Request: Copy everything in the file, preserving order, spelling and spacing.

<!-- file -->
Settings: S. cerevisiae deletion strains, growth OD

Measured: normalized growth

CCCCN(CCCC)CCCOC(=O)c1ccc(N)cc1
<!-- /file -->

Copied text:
Settings: S. cerevisiae deletion strains, growth OD

Measured: normalized growth

CCCCN(CCCC)CCCOC(=O)c1ccc(N)cc1